The food. The gritty taste of the water.

Oh, gods.

That sweet taste. The sleeping drafts the Healers made in Masadonia had a sugary-sweet aftertaste. There was a reason I’d refused the drafts, no matter how little sleep I got. They were powerful and rendered you completely unconscious for hours and hours—leaving you entirely helpless.

They’d drugged me.

This was how Alastir planned to move me. How he planned to deliver me to the Ascended. He’d be able to remove the bindings safely when I was unconscious. And when I came to…

There was a good chance I’d be in the Ascended’s hands once again.

And Alastir’s plan would likely come to fruition because I would never allow the Ascended to use me for anything.

Anger at them—and myself—exploded within me and then quickly gave way to panic as I staggered to the wall. I barely felt the pain of the bindings tightening. Desperate, I reached for the spear. If I could get that blade, I wouldn’t be weaponless, even with the damn bone and root bindings. I tried to seize it, but my arm wouldn’t lift. It didn’t feel as if it were a part of me any longer. My legs became heavy, numb.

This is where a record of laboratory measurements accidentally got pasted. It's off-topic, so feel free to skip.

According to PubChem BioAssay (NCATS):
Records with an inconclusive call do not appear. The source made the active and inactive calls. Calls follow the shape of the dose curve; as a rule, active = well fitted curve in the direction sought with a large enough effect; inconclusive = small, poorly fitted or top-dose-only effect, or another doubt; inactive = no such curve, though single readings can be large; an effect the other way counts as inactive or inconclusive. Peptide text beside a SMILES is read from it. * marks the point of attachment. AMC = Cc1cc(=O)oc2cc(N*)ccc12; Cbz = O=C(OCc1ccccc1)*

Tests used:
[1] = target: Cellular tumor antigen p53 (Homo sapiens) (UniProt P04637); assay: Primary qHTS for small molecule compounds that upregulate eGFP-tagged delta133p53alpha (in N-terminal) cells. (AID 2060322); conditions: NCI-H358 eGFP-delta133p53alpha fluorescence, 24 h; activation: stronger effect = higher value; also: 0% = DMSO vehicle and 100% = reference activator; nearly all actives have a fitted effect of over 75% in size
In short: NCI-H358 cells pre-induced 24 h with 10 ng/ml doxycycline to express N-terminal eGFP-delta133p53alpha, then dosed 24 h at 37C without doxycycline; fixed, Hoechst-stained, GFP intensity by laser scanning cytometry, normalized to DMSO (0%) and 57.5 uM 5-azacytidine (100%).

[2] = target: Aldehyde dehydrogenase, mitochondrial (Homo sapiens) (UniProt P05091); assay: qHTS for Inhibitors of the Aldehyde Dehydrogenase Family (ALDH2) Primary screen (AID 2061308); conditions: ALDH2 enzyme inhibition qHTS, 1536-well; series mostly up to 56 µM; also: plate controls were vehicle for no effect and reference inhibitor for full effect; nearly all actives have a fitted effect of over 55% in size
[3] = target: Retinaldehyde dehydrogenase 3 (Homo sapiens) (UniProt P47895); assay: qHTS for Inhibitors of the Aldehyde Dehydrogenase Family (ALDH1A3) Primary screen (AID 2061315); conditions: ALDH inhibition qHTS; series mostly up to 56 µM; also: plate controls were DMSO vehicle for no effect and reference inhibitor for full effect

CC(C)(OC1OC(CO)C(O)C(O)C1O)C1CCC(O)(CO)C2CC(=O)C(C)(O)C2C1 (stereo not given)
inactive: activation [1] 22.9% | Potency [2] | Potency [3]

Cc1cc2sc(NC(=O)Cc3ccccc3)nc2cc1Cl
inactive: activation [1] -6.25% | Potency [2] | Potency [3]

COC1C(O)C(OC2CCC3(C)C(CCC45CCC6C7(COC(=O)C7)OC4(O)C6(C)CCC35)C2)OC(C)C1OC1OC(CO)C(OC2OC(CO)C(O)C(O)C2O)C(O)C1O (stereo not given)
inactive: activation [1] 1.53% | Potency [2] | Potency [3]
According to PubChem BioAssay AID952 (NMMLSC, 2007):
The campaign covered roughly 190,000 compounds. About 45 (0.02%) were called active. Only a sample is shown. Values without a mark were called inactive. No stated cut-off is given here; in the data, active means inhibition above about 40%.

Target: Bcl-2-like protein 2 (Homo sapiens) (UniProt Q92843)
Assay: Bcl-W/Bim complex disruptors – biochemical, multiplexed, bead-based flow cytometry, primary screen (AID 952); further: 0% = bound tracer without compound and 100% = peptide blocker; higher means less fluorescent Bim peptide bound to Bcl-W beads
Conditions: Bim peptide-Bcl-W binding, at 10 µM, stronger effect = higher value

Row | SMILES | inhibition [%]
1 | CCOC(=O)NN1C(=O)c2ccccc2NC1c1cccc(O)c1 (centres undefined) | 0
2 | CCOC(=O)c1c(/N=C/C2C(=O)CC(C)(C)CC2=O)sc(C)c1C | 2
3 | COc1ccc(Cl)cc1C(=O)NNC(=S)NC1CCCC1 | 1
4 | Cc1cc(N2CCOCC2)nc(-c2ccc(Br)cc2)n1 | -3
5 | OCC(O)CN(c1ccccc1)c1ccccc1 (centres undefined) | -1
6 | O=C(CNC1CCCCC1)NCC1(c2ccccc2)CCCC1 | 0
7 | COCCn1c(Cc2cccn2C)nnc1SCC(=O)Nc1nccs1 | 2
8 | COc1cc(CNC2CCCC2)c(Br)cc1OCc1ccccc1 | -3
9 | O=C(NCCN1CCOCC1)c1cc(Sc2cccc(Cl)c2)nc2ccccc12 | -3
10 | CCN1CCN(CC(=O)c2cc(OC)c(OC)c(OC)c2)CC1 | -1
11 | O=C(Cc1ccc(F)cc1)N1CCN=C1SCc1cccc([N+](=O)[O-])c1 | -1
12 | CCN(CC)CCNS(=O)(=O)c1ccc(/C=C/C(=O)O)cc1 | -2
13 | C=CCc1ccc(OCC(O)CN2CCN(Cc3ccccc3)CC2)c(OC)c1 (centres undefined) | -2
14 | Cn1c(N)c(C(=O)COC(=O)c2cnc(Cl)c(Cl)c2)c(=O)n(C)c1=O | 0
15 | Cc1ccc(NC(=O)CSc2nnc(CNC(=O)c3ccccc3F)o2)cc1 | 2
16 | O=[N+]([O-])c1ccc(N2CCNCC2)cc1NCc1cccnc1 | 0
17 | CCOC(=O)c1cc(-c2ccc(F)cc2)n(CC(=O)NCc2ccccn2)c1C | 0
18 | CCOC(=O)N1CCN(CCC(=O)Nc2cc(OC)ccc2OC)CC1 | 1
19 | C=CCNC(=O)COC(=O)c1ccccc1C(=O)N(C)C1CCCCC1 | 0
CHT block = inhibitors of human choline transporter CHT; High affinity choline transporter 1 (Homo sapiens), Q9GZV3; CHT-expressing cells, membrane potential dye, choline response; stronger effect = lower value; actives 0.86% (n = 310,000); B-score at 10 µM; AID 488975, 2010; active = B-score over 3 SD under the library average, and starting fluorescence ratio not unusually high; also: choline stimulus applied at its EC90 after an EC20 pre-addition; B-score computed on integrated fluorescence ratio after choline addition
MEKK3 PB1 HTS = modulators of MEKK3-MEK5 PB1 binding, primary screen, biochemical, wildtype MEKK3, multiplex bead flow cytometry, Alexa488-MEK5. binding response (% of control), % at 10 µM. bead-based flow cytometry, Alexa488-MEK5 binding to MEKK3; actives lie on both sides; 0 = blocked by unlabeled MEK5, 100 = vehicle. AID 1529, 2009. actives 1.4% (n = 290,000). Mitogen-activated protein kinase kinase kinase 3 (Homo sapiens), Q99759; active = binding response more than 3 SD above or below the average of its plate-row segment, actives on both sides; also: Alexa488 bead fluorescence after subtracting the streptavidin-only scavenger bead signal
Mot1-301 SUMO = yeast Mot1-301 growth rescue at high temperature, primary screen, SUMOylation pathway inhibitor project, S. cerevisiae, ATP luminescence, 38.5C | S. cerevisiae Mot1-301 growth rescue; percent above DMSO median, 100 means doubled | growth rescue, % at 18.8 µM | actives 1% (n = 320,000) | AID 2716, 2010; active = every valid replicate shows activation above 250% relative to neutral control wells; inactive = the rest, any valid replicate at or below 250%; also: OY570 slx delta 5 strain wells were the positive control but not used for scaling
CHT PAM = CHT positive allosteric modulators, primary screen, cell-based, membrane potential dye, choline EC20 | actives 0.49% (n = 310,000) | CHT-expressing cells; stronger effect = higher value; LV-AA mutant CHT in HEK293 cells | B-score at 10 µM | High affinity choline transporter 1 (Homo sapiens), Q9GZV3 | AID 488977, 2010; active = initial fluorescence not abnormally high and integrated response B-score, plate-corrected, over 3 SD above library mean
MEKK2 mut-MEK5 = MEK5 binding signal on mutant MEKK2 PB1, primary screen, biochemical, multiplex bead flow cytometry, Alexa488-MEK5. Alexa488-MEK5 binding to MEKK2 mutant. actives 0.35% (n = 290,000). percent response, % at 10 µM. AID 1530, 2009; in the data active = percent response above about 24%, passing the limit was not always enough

“No, no,” I whispered, fighting the insidious warmth seeping into my muscles, my skin.

But it was no use.

Numbness swept through my body, deadening my eyelids. There was no pain when the nothingness came for me this time. I simply fell asleep, knowing I would wake to a nightmare.

Chapter 6